For me, this was definitely the best stretch of the Offa’s Dyke Path. Despite the weather, the hardship, the scarce landscape. Or maybe because of these apects.
Our Guidebook had warned us that the upcoming hike across the Black Mountains should not be undertaken lightly in bad weather conditions. The ascent was supposed to be steep and long, and the mountain scenery scarce and harsh. If conditions were to worsen on the ridge, there were only two possibilities to get off the mountains between Pandy and Hay-on-wye: Llanthony to the west and Longtown to the east, both more or less right in the middle of the way.
Allen, the innkeeper of the Old Pandy Inn, where we spent the night before that hike however told us, not to descend the mountains, once we had reached the ridge. The walk down and up again would take longer than just continuing on to Hay-on-wye. And once you’ve completed the exhausting ascent, the path was quite level, with a gentle descent into Hay-on-wye.
The next morning didn’t look good. It was grey, foggy, the forecast announced rain around noon. We started walking anyway. The ascent was like we expected: steep and exhausting. After all we had to climb more than 700 meters in altitude, the highest point of the whole Path was on this stretch. It took us one and a half hours to get up to the ridge. But once we had mastered that, we were rewarded by magnificent views. Not. We walked into a white wall of fog. Couldn’t see any further than five feet.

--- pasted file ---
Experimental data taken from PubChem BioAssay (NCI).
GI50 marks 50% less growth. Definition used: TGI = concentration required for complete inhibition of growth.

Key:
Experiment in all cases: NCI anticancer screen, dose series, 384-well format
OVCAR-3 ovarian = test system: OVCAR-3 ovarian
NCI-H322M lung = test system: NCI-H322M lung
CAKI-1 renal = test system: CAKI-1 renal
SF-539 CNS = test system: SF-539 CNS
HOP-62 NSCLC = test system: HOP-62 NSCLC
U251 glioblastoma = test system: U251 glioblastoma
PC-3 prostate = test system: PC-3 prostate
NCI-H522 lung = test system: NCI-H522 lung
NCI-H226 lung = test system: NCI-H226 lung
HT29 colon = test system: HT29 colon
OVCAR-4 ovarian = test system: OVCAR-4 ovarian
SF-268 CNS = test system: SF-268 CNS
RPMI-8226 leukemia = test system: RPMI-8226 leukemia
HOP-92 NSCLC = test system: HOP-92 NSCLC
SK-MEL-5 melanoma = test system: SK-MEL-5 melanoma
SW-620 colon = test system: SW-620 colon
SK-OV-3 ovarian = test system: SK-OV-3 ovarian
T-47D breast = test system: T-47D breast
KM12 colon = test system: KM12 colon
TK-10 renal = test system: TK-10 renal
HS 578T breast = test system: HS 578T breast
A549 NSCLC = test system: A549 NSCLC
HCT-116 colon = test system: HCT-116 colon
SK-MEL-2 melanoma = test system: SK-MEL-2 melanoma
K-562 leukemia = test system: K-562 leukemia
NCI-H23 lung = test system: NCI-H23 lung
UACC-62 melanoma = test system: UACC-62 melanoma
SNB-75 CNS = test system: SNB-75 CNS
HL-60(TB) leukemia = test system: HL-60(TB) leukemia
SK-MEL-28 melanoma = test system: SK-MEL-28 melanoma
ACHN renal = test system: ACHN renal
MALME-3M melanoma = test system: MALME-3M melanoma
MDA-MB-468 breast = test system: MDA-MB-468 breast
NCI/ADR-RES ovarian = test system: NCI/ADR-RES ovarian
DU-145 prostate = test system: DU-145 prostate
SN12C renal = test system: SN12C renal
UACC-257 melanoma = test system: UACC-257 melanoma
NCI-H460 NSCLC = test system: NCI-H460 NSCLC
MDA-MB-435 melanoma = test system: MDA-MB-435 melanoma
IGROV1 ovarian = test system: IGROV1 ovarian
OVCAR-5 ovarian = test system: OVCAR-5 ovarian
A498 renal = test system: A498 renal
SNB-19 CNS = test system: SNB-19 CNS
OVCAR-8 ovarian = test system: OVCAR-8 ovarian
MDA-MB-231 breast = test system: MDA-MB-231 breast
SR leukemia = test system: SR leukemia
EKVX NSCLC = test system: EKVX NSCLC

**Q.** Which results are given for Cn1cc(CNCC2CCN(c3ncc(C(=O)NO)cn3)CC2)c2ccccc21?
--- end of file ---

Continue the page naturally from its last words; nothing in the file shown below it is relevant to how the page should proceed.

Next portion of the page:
Worse, after an hour or so, the fog got accompanied by very strong winds from the west, lashing the humidity of the fog as raindrops against us. Ususally I get quite upset when the faintest drizzle of rain comes down on us while we are walking, but not this time. Strangely, the weather didn’t bother me at all, although there was no shelter, since the landscape really was scarce and moor-like. Every now and then the contours of sheep and semi-feral Welsh Mountain Ponies would appear in front of us. They would have a short glance at us and then return to whatever they were doing – mostly feeding on the short grass or wander off back into the white nothing around us. It was quite meditative, with not a lot to look at around us, trotting along the path, which seemingly ended five feet in front of us. Not knowing, if a steep ascent awaited us in the next couple of yards or where it would take us. Really quite a different experience.
In the early afternoon however, the sky cleared and we saw that there was still a world around us – fields, forests, mountains, and a lot more ponies:
We descended the ridge in sunshine, though it was still quite windy and arrived in Hay-on-wye under a bright shining sun, after seven hours of walking.
Some more pictures: